According to the Navy's Material Readiness Database for fiscal years 1997 through 1999, the SLQ-32 electronic warfare system, NATO Sea Sparrow Surface Missile System (NSSMS), Phalanx Close-in Weapon System, and the SPS-48E radar system were among the ship self-defense systems with the lowest availability rates. The Navy's measure of effectiveness for Equipment Operational Capability (availability) is classified in the following manner: Operable = Greater than 0.8; Minor problems = 0.7 - 0.8; Limited capability = 0.5 - 0.6; Major problems = 0.3 - 0.4; Inoperative = 0 - 0.2.

    Equipment type and
          version       Availability ratea      Impediments to availability
                       FY 97  FY 98 FY 99
     NSSMS
                                             Failure and high cost of
     Mark 57 Bl                              components, excessive parts usage,
     1R/mods2/3        0.79   0.84  0.78     nonavailability of parts onboard,
                                             excessive operational tempo, and
                                             maintenance requirements.
    

Originally developed by Sperry and the U.S. Navy, Sparrow's later versions were developed and produced by Raytheon Co. and General Dynamics.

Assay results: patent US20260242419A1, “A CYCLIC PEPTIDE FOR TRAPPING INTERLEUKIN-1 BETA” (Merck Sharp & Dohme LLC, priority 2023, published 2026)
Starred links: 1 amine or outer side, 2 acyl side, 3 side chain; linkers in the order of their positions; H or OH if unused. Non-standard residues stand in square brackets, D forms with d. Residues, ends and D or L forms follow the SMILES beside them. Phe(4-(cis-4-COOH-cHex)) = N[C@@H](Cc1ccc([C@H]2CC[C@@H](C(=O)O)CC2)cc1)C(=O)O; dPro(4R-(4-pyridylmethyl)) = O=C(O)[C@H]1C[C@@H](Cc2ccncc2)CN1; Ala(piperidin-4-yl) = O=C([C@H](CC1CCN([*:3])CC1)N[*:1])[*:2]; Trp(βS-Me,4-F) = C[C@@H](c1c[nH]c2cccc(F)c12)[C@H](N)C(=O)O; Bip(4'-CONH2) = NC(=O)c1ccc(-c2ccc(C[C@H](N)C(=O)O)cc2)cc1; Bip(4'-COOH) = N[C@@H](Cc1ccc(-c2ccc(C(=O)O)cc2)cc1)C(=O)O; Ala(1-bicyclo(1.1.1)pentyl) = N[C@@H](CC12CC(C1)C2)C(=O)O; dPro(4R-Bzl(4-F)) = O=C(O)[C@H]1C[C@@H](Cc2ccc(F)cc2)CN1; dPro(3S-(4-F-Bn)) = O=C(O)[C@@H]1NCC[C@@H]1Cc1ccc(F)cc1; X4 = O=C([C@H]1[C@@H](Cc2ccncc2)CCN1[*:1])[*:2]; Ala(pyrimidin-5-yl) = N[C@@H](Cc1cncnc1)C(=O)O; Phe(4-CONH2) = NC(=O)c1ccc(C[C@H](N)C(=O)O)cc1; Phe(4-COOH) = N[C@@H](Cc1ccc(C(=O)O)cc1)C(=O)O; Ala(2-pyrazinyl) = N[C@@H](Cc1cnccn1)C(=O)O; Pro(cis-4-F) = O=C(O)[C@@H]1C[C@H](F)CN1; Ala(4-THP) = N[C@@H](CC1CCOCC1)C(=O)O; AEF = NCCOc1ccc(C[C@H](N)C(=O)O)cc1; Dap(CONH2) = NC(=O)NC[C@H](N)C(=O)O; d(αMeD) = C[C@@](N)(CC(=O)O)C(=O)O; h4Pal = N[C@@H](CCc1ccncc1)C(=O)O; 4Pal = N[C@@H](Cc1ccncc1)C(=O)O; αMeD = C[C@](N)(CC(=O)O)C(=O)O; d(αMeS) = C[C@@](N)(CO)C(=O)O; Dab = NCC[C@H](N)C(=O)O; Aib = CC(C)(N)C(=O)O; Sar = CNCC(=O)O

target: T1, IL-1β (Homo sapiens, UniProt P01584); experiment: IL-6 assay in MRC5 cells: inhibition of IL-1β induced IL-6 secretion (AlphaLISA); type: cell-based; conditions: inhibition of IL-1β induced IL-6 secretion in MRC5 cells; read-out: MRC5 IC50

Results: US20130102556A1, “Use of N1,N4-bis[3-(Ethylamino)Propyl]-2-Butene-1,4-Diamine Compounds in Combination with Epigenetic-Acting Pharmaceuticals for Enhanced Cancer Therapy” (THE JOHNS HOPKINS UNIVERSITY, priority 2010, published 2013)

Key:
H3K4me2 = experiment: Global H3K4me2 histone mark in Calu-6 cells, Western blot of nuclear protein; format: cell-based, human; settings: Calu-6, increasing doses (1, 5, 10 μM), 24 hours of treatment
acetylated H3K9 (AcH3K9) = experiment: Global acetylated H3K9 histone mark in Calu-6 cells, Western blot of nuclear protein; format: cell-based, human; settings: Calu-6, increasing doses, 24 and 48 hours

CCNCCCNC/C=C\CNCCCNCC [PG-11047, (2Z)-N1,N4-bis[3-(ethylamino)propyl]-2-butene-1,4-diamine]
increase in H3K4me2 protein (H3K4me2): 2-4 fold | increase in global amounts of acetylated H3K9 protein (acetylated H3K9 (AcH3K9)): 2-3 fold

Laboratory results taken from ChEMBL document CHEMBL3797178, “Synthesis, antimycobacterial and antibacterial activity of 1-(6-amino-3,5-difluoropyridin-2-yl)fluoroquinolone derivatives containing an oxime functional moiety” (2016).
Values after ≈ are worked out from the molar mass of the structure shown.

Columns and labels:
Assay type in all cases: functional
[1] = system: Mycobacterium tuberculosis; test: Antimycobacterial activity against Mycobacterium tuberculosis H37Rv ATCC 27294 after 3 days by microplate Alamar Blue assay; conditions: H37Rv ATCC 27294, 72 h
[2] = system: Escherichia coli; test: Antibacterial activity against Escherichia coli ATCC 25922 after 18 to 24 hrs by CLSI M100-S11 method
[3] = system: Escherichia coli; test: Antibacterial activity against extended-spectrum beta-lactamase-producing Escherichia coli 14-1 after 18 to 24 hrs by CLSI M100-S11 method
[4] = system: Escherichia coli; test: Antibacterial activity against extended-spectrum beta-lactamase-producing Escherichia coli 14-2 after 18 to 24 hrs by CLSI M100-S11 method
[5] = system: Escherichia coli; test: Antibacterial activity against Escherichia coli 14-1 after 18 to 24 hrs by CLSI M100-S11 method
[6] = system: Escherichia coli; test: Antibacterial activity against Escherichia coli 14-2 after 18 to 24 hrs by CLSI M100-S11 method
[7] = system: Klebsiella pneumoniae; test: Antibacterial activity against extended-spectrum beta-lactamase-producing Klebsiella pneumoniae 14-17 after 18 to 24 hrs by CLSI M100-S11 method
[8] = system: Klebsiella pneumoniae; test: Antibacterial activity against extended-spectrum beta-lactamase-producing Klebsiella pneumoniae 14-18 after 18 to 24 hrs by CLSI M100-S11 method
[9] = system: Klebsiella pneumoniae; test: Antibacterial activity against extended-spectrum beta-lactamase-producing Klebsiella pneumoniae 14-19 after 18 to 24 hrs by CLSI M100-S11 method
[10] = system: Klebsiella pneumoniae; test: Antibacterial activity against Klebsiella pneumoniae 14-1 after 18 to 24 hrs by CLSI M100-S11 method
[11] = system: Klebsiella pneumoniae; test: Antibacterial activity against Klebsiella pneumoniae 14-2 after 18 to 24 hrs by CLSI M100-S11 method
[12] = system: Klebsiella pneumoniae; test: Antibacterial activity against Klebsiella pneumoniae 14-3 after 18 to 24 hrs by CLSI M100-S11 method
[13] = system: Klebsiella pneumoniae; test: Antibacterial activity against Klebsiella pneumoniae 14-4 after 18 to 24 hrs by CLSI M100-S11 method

Rearchitectured NATO Sea Sparrow Surface Missile System (RNSSMS)

In July 1995, the Navy awarded a contract to develop the necessary software and hardware for a Rearchitectured NATO Sea Sparrow Surface Missile System (RNSSMS). When fully developed and tested, the RNSSMS will replace the legacy NSSMS closed architecture design and unique display consoles with an open, distributed processing architecture and Navy standard display consoles. Specific features of the new design include, but are not limited to, cross utilization of launchers and directors, reduced manning requirements, and interoperability with SSDS MK II. Collectively, these features will improve system operational availability, reliability, and mission effectiveness. They will also improve a ship's ability to meet its capstone requirements. As of late April 2000, initial RNSSMS production systems were delivered for installation aboard LHD 7 and CVN 68. In May 2000, the system's software began LHD class configuration combat system level testing at the Navy's Integrated Combat System Test Facility in Point Loma, California, to be completed by October 2000. The current RNSSMS program schedule, which includes integration testing with SSDS MK II, provides the first fully operational systems on LHD 7 in April 2001 and on CVN 68 in December 2001. RNSSMS hardware installations in CVN 76 and 69 are planned during fiscal years 2000 through 2002. The Navy also plans to install the system on the entire LHD ship class, all remaining CVN ships, and one conventional carrier (CV 67) between 2003 and 2006. The RNSSMS is intended to help pave the way for the next generation of self-defense systems.